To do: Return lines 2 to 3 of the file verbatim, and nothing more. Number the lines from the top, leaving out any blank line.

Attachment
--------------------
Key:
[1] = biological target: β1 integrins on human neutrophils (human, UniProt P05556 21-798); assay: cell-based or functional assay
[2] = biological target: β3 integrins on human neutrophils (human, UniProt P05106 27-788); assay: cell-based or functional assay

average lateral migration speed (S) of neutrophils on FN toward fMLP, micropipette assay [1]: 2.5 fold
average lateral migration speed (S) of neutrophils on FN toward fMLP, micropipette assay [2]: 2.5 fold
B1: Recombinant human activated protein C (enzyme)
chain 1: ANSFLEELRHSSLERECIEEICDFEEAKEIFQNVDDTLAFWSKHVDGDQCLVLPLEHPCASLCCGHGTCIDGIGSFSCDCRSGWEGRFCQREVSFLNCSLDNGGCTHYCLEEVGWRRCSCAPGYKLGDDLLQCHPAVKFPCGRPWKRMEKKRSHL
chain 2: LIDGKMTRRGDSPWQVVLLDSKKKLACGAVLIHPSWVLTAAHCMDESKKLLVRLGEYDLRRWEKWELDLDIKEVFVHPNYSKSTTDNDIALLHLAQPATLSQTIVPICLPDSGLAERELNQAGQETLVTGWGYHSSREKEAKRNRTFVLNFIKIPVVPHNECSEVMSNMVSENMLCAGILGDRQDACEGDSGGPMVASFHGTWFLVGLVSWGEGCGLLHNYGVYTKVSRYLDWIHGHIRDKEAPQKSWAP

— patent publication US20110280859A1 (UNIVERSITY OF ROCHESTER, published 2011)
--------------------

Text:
[1] = biological target: β1 integrins on human neutrophils (human, UniProt P05556 21-798); assay: cell-based or functional assay
[2] = biological target: β3 integrins on human neutrophils (human, UniProt P05106 27-788); assay: cell-based or functional assay